We have sequenced the nucleomorph and plastid genomes of the chlorarachniophyte L. oceanica. The L. oceanica nucleomorph genome is the largest sequenced so far within the chlorarachniophytes, ~240 kbp larger than that of B. natans. Large, nearly identical sub-telomeric repeats on each of the six chromosome ends are the main contributors to its increased size, an apparent consequence of frequent homologous recombination at the chromosome ends that serve to expand and contract these regions in different species. Internally duplicated regions have also contributed to the secondary expansion of the L. oceanica nucleomorph genome. The L. oceanica nucleomorph genome contains 610 protein genes (348 non-redundant). 94.3% (151/160) of the eukaryotic conserved genes (i.e., ‘housekeeping’ genes) and all the plastid-associated genes were shared between L. oceanica and B. natans. Intron sizes and positions were also conserved. The presence of an overlap between the core gene sets in chlorarachniophyte and cryptophyte nucleomorph genomes speaks to convergent patterns of gene retention in these independently evolved nucleomorphs. In contrast to its dynamically evolving nucleomorph genome, the L. oceanica plastid genome is highly similar to the B. natans plastid genome in terms of genome size, gene content and gene synteny. Phylogenetic trees inferred from large datasets consisting of nucleomorph-/nucleus- and plastid-encoded proteins support the idea that the endosymbiont that gave rise to the chlorarachniophyte plastid and nucleomorph was a relative of the TUC group of green algae. Further phylogenetic resolution will require sequence data from more diverse members of the chlorarachniophytes, which will also improve our understanding of the tempo and mode of nucleomorph and plastid genome evolution in these enigmatic unicellular algae.
Cell Culturing, DNA extraction, and genome sequencing
Lotharella oceanica (CCMP622) cells were cultured in K media under 12:12 Light/Dark conditions at room temperature. Two-month old cells were then collected by centrifugation at 2,300 rpm for 15 min at 4°C. DNA extraction was done using a standard SDS-phenol/chloroform extraction method. 6 mg of total cellular DNA was separated by Hoechst dye (No 33258, Sigma-Aldrich, St. Louis, MO, USA)-cesium chloride density gradient centrifugation at 35,000 rpm for 65 hrs at 4°C as described previously [19–21]. Discrete bands were purified and gradient centrifugation was repeated twice using the same conditions to increase purity. The genomic identities of the resulting four DNA fractions were determined by semi-quantitative PCR using four primer sets which specifically amplified nuclear (actin), nucleomorph (18S rDNA), plastid (rbcL), and mitochondrial (cox1) genes. A DNA fraction (8.4 μg) found to be enriched with nucleomorph and plastid DNA was sent to the Genome Quebec Innovation Center (Montreal, Quebec) for TruSeq library construction and Illumina HiSeq2000 sequencing.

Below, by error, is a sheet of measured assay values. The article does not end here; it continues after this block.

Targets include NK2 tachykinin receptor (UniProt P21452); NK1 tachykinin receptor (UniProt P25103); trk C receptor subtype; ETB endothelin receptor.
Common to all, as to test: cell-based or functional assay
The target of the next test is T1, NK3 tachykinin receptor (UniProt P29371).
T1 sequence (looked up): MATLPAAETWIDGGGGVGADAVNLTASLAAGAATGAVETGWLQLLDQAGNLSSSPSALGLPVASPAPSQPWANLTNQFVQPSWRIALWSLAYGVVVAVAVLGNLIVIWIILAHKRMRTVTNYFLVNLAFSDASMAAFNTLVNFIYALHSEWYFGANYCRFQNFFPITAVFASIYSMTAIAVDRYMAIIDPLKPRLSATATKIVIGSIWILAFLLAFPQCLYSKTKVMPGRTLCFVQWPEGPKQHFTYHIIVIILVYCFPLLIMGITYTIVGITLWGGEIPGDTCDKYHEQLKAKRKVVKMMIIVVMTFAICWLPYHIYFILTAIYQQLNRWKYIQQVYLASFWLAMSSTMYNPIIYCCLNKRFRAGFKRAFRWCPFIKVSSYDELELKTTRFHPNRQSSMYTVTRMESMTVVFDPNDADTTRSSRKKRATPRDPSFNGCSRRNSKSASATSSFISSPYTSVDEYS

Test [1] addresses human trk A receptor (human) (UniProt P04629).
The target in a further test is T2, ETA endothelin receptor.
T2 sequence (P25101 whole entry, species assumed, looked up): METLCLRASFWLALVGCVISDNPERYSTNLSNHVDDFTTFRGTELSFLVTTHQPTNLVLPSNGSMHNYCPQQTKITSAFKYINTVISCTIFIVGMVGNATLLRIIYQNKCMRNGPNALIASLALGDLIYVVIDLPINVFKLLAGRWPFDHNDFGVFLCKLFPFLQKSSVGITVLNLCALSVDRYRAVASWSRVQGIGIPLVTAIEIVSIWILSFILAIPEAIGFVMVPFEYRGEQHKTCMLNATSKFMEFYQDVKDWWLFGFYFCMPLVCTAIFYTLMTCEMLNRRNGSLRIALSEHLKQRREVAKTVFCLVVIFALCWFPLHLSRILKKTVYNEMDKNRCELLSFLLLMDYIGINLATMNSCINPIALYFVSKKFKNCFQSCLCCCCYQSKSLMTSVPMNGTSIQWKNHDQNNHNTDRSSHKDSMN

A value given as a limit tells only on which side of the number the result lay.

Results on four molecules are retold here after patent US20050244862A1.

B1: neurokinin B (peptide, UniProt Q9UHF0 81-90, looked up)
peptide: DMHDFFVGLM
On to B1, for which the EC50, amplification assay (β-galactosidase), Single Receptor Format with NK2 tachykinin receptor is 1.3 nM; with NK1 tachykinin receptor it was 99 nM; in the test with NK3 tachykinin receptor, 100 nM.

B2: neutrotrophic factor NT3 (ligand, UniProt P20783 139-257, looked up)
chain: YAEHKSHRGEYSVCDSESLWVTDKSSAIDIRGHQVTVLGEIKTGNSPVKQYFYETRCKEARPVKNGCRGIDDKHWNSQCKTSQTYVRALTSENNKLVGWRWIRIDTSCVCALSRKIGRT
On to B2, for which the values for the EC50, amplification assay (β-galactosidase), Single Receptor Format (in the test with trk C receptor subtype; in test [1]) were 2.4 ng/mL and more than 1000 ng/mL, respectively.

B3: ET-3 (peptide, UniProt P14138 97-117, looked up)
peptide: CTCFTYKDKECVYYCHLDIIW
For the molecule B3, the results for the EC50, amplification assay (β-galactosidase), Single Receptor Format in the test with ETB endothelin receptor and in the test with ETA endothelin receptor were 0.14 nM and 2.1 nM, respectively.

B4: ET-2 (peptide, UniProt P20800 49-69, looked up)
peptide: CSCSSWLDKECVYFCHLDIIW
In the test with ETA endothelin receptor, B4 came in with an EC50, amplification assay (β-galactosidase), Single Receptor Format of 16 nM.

RNA extraction and transcriptome sequencing
Two-month old cell cultures were transferred to new culture flasks with a half volume of new K media three days before RNA extraction. Cells were harvested at 2,300 rpm for 15 min at 4°C and RNA was extracted using TRizol (Invitrogen). Extracted total RNA was digested with DNase I at 37°C for 15 min and purified using the RNeasy® Mini Kit (Qiagen, Toronto, ON, Canada). 5 μg of total RNA was used for sequencing on the Illumina HiSeq2000 platform and reads were assembled into contigs at the National Center for Genome Resources (Santa Fe, NM, USA) within the context of the Marine Microbial Eukaryote Transcriptome Project (http://marinemicroeukaryotes.org/). The data was deposited in the CAMERA portal  under the project ID MMETSP0040.
Nucleomorph and plastid genome assembly
424,477,680 paired-end reads (100 base read lengths) were trimmed to 95 bases where the mean base quality score was >32 (Illumina 1.8+, phred + 33) using the FASTX-Tool kit (Ver.0.0.13) (http://hannonlab.cshl.edu/fastx_toolkit/). The sequence assembly was done using PASHA (ver. 1.0.3)  with a kmer size of 31. The first assembly generated ~1,800 scaffolds >5 kbp. The three largest scaffolds (93,892 bp, 89,349 bp, and 46,146 bp) were identified as nucleomorph with a depth of coverage of ~7,000× and with a G + C content of ~20% (The mapping strategy for calculating coverage is described in the next section). No scaffolds of plastid origin were identified in the first assembly. The reads used to construct scaffolds in the first assembly were filtered out, leaving 246 million reads. In our experience, scaffolds with extremely high levels of coverage tend to be ignored during assembly. Therefore, only 1,700,000 reads were used for the second-round assembly of the plastid genome. Four scaffolds were generated, all of which were found to be plastid in origin (12,337 bp, 9,456 bp, 28,109 bp, and 6,832 bp) with a depth of coverage ~1,600×. Two plastid-derived contigs from the transcriptome data (6,735 bp and 7,150 bp) were also used for subsequent manual assembly.
For the nucleomorph genome, paired-reads corresponding to the plastid genome and/or low coverage scaffolds (<1,000×)) in the first assembly were discarded, after which ~30 million paired-end reads remained. Only 2 of the 30 million paired-end reads were used for the third assembly in order to avoid problems associated with high coverage depths. 40 scaffolds (177 contigs) were generated with ~200× coverage. All scaffolds with a size of >4.5 kbp (11 scaffolds, 370,802 bp in total) were clearly nucleomorph in origin.
To fill gaps between/within scaffolds and contigs, 51 and 17 primers were designed for the nucleomorph and plastid genomes, respectively. Primers were also designed against five loci of the multicopy hsp70 gene, including a frame-shifted gene and one with an internal stop codon, to verify sequences. PCR was done using Takara exTaq and PCR products were cloned into pGEM T easy vector (Promega). The cloned samples were sent for Sanger sequencing at the Genwiz sequencing facility. To verify the structure of chromosomal repeats, long range PCR was performed using Takara LA Taq with primers that were designed against unique internal regions of the chromosomes and the chromosomal repeats themselves.